Near the summit the road winds steeply through a wall of rocks. I stopped to take a photo of a climber silhouetted against the sky at the top of the cliff face above us. Just as I was about to press the shutter, however, he sat down and went partly out of view. Ryan saw this as he pulled up behind me and helpfully bellowed “Stůj!” at the guy. He was trying, of course, to say “Stand up!”, but what he was actually shouting was “Freeze!”. The climber looked startled, but fortunately didn’t slip from his lofty perch.

 Me doing the Romantic Poet thing at the Dresden Viewpoint

We tarried at the “Dresden Viewpoint”, which, as the name more than suggests, affords views as far as Dresden (although we needed the help of a passing party of German ramblers to spot it), then we rode the final, flatter, half-mile to the 99-foot-high viewing tower at the summit. It was here in 1936 that the first television signal was picked up in Czechoslovakia (broadcast from the Berlin Olympics).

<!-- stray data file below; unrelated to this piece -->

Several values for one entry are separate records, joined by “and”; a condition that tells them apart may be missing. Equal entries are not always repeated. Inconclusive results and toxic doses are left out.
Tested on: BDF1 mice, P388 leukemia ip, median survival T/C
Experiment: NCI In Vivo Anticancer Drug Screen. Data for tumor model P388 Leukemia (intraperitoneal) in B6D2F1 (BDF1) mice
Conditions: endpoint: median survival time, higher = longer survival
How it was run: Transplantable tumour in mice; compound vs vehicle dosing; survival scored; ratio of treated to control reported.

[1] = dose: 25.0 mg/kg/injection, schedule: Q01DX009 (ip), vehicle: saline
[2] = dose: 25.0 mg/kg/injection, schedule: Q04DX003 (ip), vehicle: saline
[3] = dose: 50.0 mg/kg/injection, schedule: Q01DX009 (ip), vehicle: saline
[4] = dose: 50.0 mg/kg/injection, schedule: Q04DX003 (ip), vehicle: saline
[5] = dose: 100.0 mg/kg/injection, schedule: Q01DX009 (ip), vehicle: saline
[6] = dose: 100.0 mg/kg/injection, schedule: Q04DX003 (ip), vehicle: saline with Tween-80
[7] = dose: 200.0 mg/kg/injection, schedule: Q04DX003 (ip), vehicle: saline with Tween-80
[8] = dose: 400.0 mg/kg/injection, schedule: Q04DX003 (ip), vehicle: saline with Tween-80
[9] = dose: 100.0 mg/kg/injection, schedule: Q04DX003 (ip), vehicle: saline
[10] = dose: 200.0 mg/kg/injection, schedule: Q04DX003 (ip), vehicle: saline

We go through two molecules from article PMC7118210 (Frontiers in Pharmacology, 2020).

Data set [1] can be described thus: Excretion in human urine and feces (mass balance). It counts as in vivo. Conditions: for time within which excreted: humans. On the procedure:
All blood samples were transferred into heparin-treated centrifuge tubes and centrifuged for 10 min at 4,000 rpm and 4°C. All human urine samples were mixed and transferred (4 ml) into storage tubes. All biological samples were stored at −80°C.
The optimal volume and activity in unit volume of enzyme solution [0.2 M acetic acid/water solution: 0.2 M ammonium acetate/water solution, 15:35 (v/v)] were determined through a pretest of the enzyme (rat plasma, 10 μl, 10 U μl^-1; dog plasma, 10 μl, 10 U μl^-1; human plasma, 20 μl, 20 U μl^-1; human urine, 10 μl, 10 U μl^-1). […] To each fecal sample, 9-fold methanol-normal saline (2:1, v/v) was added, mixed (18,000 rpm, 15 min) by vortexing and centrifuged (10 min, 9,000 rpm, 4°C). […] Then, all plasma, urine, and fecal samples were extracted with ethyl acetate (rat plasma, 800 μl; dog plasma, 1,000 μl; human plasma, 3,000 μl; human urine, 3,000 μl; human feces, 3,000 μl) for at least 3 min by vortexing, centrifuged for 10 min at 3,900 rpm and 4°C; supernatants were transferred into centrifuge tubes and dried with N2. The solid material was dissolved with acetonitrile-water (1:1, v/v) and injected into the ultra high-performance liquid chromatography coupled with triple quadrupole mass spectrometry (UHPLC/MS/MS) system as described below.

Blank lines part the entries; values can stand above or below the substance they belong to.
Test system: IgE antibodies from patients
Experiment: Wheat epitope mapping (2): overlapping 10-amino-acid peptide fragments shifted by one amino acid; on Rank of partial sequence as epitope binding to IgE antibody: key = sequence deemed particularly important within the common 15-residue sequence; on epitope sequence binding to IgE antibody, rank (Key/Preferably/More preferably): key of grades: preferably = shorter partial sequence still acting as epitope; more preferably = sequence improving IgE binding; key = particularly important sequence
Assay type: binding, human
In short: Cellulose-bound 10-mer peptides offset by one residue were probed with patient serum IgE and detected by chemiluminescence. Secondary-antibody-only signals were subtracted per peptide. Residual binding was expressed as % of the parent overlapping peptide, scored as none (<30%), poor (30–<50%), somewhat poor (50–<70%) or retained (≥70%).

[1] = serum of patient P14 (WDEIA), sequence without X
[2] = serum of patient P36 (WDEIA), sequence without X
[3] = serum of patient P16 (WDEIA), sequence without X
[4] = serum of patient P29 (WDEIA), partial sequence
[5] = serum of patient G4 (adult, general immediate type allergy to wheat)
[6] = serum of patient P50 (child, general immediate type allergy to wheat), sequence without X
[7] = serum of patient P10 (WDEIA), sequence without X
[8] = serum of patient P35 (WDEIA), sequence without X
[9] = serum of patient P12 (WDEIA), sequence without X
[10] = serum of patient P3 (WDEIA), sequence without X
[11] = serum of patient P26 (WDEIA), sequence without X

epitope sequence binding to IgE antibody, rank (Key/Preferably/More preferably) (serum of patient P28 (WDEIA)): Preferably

Děčínský Sněžník viewing tower (built in 1864)

I learn something new every day on this tour; today I learned that Ryan has a fear of heights. However, even he - while clinging to the crenellations - had to admit that the vistas from the top were worth the effort.

Ryan trying not to look terrified

We decided to give the overpriced summit restaurant a miss and descended to Sněžník village for lunch at a pub there. The waiter kept speaking German to us, even though we were talking Czech to him. (This was to happen repeatedly over the next few days - the region gets a lot of German tourists, so when the locals hear someone speaking Czech with a foreign accent they tend to assume they are dealing with Germans.) As we were setting off again the waiter came outside for a cigarette break. He told me he was a cyclist himself and had recently done a tour of Scotland and northern England with a group of friends. We compared notes on cycling on Skye.